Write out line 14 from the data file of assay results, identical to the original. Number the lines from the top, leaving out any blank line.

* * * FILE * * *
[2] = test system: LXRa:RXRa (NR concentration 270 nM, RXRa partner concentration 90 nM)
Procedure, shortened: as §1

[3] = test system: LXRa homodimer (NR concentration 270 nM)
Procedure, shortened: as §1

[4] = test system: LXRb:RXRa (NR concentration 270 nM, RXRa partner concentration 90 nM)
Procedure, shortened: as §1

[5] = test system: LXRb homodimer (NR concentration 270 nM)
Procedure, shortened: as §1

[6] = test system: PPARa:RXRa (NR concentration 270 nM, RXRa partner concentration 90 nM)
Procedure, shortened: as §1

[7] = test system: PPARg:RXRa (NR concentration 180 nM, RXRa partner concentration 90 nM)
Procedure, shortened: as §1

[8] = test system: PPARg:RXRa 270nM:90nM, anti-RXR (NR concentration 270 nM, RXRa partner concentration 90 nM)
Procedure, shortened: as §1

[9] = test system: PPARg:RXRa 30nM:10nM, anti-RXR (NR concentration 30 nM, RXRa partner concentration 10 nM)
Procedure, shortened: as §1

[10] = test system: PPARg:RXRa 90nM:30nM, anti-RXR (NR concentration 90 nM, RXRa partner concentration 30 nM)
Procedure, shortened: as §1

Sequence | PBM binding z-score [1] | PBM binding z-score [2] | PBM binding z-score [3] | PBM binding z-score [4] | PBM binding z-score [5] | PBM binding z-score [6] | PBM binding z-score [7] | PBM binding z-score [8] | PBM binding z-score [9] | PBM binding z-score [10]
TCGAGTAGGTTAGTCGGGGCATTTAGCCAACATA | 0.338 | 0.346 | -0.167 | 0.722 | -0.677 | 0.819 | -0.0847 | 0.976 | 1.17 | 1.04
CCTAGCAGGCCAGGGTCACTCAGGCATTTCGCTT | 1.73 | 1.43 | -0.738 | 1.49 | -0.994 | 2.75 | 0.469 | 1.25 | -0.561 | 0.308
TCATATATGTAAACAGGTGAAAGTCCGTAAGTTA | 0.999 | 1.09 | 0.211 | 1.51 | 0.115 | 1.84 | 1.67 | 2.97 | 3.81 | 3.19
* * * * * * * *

Procedure, shortened: as §1